Low carbohydrate diets are currently extremely popular due to their promise of rapid weight loss and the ability to eat high-fat foods such as meats, cheese and eggs. However, a study published in the American Journal of Clinical Nutrition shows that removing whole grains from your diet could be one of the worst things a woman can do if she is trying to lose weight.
The 12-year study of 70,000 middle-aged women reveals that women who consumed the most whole grains weigh less and are also less likely to gain weight or become obese. The study states “Evaluating dietary composition in 74,091 middle aged nurses, Dr. (Simin) Liu and colleagues at the Harvard School of Public Health found that women who had the greatest intake of dietary high fiber whole grains had 49% lower risk of major weight gain over a 12-year period than those with the lowest intake of whole grains.”
According to Dr. David Katz, M.D., director of the Yale Prevention Research Center, “The results of this study reaffirm what is suggested by the National Weight Control Registry, the best source of information we have about long term maintenance of weight loss. People who keep weight off almost universally rely on a healthful, balanced diet rich in whole grains and complex carbohydrates, along with regular physical activity.”
Whole Grain Facts
The U.S. Department of Agriculture reports that less than 10% of Americans consumes the recommended three servings of whole grains daily, despite the growing evidence that has repeatedly shown the benefits of eating whole grains. Additionally, 95% of Americans are failing to consume the recommended amount of fiber each day. Both the World Health Organization and the Department of Health and Human Services have also released reports showing that higher dietary fiber is helpful in the context of achieving and maintaining a healthy body weight.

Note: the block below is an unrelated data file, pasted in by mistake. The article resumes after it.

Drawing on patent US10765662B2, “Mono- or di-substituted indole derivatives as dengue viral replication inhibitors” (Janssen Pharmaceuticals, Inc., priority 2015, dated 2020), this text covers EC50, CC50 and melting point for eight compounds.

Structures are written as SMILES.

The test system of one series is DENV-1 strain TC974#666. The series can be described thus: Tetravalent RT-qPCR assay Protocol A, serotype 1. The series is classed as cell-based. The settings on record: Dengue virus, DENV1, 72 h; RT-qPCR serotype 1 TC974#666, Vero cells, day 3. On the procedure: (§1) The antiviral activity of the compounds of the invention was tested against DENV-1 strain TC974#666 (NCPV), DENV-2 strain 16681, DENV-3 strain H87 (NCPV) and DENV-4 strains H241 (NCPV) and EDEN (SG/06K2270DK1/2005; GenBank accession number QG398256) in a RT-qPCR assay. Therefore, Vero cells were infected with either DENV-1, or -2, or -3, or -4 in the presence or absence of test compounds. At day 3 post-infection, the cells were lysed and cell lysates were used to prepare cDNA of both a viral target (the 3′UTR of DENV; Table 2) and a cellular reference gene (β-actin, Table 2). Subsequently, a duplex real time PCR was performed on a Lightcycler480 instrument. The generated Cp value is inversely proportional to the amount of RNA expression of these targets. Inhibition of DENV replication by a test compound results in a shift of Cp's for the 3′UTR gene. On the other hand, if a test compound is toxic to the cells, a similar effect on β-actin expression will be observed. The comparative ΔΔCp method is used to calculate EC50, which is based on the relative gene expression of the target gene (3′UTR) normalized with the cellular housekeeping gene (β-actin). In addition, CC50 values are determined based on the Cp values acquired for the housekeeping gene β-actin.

This research also reemphasizes the role of oatmeal, and eating breakfast as part of a healthy diet that promotes weight control. “We learn more about the health benefits of whole grains, like oats, every day,” notes Mark B. Andon, Ph.D., FACN, former Director of Nutrition for Quaker Oatmeal. “We know oats are great for heart health and lowering cholesterol, but science continues to prove that eating oatmeal is a smart choice for helping to keep weight in check.” Which Foods Are Good Sources of Whole Grains?
Many people are confused about which foods contain whole grains and how to integrate them into their diet. Here are some tips to that should help:
- Look for a “Whole Grain” seal on the front of food packages.
- Look for ingredients such as whole oats, oatmeal, whole wheat, graham flour, corn, or bulgur (cracked wheat) in the first line of the ingredient list.
- Select whole grain versions of your favorite foods, such as breads, pasta, waffles, muffins and bagels.
- Choose corn tortillas instead of white flour ones.
- Substitute quick or old-fashioned oats for up to one-third of the flour called for in recipes for baked goods.
- Eat unbuttered popcorn when you want a whole grain snack.